I had scheduled the entire Tuesday to tour Queens with Joe DiStefano. We met at a gourmet diner, M. Wells, where I had my first Cuban sandwich in 10 years and Joe had a quite good pickled pork tongue. We then went to the famous Golden Shopping Mall, where we met Jonathan Forester.
Joe took us to the basement, where there were these tiny cramped stalls. We sat down at a table in an alcove next to pictures of Anthony Bourdain, Eric Ripert and Kelly Choi.
Joe ordered and brought out Chinese lamb spine and something called “skin noodles.” There’s not skin in the noodles. They’re wide and flat, and they tasted like greasy lamby Pad Thai. We each had one plastic glove for the lamb spine, which we sucked all the life out of. It was so good and greasy that the grease penetrated our gloves.
Next was a northern Chinese skewer shop, run by “Bob.” I’ll talk more about this later because I’m saving everything up for a post on Joe’s blog. Just know that it’s true. This place is great, and it’s not intimidating. Everything’s in English, and the proprietors are enthusiastic and nice.
After some mooncakes and more wandering, we drove down to Flushing’s Koreatown. I felt at home in my element. I enjoyed going into these Korean supermarkets and showing Joe and Jonathan things while surprising the Koreans with my Korean.
Even though we didn’t have much room, we sat down at Shikgaek for some seafood. This is where things really turned into something. I ordered grilled shellfsih, salt grilled shrimp and grilled mackerel. After a couple of beers, the soju got out. Then I introduced them to Andong soju, of which quite a few bottles were consumed between us and the staff. Oh, the staff were really liking us towards the end.
Joe called it a night, and Jonathan, who is a distiller and intimately knows the New York cocktail world, took me to PDT, which people told me was THE place to start my cocktail research. I was also told that I wouldn’t be able to get in. But Jonathan said it wouldn’t be a problem. We walked into a restaurant, Crif’s Hot Dogs, and Jonathan entered a phone book. He dialed the rotary dial on an orange phone, and the wall opened up to his left. He told the hostess that he knew the owner, and we were in.
So we sidled up to the bar, and I took a glance at the cocktail menu. WOW! These things aren’t drinks. They’re stories. Jonathan was my guide for all this. I wanted to try a classic cocktail first. I don’t remember the names. But this one came from the 1930s, was bourbon based, and tasted like an adult cocktail–like something my grandfather would have drunk. Manly and sophisticated.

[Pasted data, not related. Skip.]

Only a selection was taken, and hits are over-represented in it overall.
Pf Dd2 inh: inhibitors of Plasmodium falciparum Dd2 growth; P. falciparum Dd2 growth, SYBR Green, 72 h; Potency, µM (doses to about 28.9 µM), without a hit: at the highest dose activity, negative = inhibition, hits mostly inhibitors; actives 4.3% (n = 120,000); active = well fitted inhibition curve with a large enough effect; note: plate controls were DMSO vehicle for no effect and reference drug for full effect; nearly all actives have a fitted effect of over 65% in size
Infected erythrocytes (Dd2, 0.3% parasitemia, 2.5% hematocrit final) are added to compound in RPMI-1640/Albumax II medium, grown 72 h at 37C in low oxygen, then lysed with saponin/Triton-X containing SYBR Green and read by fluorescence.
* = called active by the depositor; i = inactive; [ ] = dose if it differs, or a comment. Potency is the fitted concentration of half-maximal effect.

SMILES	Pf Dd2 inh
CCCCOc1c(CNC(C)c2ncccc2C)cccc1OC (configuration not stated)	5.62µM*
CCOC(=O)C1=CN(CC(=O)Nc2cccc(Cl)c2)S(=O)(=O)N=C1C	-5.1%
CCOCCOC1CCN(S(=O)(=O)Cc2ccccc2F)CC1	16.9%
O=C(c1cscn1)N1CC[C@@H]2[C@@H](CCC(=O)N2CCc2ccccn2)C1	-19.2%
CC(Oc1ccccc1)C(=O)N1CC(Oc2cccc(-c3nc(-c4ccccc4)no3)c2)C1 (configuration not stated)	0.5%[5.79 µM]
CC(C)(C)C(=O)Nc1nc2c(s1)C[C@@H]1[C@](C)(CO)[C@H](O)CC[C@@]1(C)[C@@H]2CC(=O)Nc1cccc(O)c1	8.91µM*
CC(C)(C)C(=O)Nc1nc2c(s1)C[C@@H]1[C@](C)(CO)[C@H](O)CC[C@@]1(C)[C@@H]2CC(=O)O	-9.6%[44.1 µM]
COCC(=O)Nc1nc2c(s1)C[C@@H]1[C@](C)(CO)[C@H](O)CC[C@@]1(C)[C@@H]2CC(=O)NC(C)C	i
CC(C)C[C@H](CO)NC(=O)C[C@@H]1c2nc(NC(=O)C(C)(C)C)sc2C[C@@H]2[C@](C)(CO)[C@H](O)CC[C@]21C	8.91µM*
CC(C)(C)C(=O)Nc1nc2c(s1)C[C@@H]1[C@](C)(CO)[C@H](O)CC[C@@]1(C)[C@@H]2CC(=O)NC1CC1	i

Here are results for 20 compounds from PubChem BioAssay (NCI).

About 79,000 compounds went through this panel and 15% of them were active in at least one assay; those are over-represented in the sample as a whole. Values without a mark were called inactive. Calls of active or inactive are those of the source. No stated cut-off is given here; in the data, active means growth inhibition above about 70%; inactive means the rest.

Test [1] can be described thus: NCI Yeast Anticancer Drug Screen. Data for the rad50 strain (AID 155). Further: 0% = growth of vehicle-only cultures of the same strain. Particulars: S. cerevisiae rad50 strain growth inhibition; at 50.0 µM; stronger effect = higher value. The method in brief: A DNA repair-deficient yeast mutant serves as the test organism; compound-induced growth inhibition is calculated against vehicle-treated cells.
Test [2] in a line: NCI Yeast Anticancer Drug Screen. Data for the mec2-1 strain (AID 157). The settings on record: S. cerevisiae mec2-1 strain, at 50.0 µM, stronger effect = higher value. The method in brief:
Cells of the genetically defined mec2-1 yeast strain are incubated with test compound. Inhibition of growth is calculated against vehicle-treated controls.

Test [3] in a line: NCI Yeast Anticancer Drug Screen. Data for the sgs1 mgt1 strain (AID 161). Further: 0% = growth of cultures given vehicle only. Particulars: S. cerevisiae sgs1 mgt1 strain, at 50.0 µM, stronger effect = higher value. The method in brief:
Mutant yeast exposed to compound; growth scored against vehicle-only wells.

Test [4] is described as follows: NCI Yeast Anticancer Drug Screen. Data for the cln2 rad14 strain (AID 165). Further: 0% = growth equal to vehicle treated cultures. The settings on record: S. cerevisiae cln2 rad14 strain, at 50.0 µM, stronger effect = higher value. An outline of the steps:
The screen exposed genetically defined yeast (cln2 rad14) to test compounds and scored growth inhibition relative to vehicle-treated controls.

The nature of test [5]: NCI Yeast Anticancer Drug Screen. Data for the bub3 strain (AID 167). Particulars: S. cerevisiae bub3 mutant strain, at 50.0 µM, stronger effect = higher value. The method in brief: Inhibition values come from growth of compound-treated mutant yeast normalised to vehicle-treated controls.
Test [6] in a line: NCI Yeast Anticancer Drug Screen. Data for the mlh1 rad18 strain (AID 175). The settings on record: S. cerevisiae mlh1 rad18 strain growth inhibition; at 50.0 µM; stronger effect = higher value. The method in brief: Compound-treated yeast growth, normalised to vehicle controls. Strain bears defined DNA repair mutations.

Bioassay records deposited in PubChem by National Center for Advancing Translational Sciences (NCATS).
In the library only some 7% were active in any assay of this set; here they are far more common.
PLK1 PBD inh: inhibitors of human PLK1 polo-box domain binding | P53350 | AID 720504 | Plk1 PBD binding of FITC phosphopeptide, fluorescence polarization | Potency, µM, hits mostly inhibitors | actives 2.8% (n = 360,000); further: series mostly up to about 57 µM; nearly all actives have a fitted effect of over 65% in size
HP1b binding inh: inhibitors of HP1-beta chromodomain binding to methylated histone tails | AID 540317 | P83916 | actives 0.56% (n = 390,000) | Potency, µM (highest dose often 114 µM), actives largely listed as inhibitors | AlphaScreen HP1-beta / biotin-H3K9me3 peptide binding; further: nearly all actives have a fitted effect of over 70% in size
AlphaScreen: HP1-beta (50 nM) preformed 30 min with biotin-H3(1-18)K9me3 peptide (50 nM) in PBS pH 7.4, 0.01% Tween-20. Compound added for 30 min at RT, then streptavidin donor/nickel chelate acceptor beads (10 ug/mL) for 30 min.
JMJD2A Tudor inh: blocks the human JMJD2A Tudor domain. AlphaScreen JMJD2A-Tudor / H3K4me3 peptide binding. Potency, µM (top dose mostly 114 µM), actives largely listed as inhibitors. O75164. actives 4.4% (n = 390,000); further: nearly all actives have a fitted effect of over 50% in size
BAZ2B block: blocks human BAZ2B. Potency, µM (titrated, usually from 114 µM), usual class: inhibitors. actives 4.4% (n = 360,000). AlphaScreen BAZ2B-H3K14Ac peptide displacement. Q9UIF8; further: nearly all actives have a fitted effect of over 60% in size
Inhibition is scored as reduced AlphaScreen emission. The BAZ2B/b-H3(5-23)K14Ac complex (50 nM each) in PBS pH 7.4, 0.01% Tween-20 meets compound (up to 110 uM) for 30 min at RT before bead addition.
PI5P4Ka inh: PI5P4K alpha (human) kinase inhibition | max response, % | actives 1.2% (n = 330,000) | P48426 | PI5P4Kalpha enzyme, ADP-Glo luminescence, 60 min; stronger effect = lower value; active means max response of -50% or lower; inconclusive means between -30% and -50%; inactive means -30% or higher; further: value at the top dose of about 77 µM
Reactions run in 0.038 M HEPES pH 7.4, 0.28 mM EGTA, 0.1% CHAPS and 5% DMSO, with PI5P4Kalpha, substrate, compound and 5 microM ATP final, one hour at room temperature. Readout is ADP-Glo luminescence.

But I really wanted to try a fat washed alcohol, so he ordered me a drink with some bacon-infused whiskey. That was my favorite of the night. It was like drinking the bacon drippings from the refrigerator. But better than that. I got drunk.
A model from L.A. sat to our right and was talking about how she was pining for this guy from London who was leaving that evening. Other than that, she was pleasant to talk to. Another couple sat down next to us, and the woman ordered a Sapphire Martini. Jonathan talked her out of it into something more interesting, and then they started to have a good time.
After two drinks, we headed out to The Summit Bar, another one in this cocktail renaissance. But I noticed Jonathan was hitting the end. He didn’t bother ordering a drink. I ordered some cured meats to help him out, but he left to go sleep it off. So I had a platter of meat before me and a drink called the Gov’ner.
I decided to go home too. My morning had been hazy since I was still decompressing from the adrenaline of the day before. You know that feeling like there’s cotton in your brain. It had cleared up by Shikgaek, but I was crashing fast. I wanted to try to walk home from the East Village to the West Village. On the way, I saw Katz’s Deli, which was closed. But Ray’s Pizza was open next door. Had a simple Margherita slice, which was the perfect drunk food, and decided to catch a taxi home. Good thing I got the taxi. I found on Google Earth that I was walking south, not west.